Bush: You know that for a fact?

As good a fact as can be. It’s coming from someone who is pretty passionate about your band.
Bush: Were you there?

No. I was not. I’ve never seen Armored Saint live. So, I’m totally looking forward to this Mod Club show.
Bush: Okay, cool. I thought we did play there on the Revelation record. It’s funny. What I usually rely on these days is these days I’ll consult it, especially if we want to see when the last time was that we were in a particular city. So, we can kind of change up our set a little bit. I do think I remember seeing a Toronto date in there. But it’s weird; I can’t remember it. And I’m pretty good at remembering old shows. I have a good long-term memory. I couldn’t tell you what I did ten minutes ago, but I’m pretty good at remembering gigs. So, honestly, I really can’t remember that show. Even if it was, that was now 18 years ago. And Montreal was certainly before that.

Careful not to get burned by the group’s “Reign Of Fire” video.

So you mentioned that this album is significant to Armored Saint and to your fans for a number of reasons. Do you recall back then, was there talk of not continuing? You had a band member who was really sick. You were up in flux with a label. Did you talk about chucking it in?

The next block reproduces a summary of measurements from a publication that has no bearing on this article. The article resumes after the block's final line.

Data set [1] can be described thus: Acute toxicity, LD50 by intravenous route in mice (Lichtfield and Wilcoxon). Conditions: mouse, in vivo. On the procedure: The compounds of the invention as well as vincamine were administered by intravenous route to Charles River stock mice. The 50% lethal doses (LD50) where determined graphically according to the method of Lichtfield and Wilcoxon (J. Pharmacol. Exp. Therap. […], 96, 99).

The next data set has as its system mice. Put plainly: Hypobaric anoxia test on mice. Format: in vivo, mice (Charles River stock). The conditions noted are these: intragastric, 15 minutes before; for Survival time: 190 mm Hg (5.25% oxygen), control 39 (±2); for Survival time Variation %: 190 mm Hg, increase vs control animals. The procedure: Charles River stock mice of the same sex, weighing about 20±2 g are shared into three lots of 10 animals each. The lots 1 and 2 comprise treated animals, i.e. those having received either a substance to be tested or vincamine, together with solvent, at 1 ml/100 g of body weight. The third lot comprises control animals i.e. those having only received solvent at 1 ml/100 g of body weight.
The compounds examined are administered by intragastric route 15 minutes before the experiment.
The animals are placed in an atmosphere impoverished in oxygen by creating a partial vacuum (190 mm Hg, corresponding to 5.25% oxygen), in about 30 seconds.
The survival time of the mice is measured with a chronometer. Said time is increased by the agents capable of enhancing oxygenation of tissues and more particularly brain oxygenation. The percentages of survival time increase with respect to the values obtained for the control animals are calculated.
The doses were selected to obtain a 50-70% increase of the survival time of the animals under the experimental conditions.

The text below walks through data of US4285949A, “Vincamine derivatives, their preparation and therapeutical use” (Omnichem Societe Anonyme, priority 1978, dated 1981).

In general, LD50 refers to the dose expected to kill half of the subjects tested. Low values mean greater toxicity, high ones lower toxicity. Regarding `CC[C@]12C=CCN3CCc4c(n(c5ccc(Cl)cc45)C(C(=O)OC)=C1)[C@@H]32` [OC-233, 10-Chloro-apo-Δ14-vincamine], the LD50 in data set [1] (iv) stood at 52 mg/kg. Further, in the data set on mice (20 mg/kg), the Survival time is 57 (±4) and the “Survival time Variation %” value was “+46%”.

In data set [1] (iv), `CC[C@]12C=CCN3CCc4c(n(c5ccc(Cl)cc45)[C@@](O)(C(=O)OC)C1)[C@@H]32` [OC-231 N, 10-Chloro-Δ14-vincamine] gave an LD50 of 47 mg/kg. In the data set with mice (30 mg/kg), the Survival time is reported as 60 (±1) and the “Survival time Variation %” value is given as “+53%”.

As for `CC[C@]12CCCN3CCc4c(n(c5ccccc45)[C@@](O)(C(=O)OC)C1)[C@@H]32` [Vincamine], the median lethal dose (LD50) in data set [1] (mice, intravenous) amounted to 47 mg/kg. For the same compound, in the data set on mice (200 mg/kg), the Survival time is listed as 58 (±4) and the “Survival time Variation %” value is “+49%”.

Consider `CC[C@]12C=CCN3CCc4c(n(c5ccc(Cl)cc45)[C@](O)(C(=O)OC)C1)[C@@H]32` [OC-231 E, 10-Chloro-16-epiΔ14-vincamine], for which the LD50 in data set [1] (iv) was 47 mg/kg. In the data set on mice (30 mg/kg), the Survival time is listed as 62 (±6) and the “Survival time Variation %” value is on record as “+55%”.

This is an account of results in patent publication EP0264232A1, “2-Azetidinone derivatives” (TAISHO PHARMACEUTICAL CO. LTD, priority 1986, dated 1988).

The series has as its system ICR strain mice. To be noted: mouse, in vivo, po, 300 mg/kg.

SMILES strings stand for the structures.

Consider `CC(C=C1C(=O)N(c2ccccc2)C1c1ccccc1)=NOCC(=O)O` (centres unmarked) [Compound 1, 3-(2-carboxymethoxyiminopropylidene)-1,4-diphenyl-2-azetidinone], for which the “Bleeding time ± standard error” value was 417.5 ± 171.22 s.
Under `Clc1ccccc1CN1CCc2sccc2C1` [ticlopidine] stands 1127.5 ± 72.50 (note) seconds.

Bush: Well, we certainly did. When David (Prichard) actually died, at that point we were a band that wasn’t sure what we were going to do. We had another guitar player in the band at the time. A gentleman that, no disrespect to him, I don’t think that we believed that he was going to be the main guitarist to kind of take us along without Dave. And so we kind of had to really regroup. I mean, at that point in time I think I was somebody who was really ready to kind of throw in the towel. I was quite distraught about what was happening. I’d gone through a break-up right around the same time that Dave was dying. It was not a good time for me in my personal life as well as where we were with the band.